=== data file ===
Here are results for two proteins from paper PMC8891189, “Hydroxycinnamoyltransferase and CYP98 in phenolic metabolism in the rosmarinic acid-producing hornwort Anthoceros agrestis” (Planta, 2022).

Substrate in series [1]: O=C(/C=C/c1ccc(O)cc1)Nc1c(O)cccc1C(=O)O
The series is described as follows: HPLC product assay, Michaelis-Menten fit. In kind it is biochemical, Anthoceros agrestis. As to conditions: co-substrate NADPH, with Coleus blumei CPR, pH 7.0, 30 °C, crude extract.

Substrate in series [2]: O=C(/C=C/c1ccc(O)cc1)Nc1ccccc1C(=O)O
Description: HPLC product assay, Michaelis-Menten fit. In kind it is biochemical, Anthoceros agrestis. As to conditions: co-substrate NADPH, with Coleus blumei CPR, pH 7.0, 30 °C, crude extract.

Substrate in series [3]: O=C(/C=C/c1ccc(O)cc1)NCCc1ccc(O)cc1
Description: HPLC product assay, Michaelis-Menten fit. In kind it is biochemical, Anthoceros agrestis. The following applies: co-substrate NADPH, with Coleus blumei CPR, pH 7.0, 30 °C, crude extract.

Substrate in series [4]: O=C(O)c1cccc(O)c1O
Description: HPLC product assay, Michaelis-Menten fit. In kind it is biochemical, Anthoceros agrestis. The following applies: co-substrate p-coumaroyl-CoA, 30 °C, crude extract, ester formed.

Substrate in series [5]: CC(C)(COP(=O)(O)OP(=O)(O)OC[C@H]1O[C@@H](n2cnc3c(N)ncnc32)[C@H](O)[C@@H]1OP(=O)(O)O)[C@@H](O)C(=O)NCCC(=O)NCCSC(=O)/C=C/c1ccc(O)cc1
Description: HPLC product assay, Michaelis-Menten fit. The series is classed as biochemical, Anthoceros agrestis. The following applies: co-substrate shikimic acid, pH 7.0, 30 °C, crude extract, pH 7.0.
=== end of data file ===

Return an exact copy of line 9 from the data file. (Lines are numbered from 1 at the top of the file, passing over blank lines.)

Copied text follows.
Description: HPLC product assay, Michaelis-Menten fit. In kind it is biochemical, Anthoceros agrestis. The following applies: co-substrate p-coumaroyl-CoA, 30 °C, crude extract, ester formed.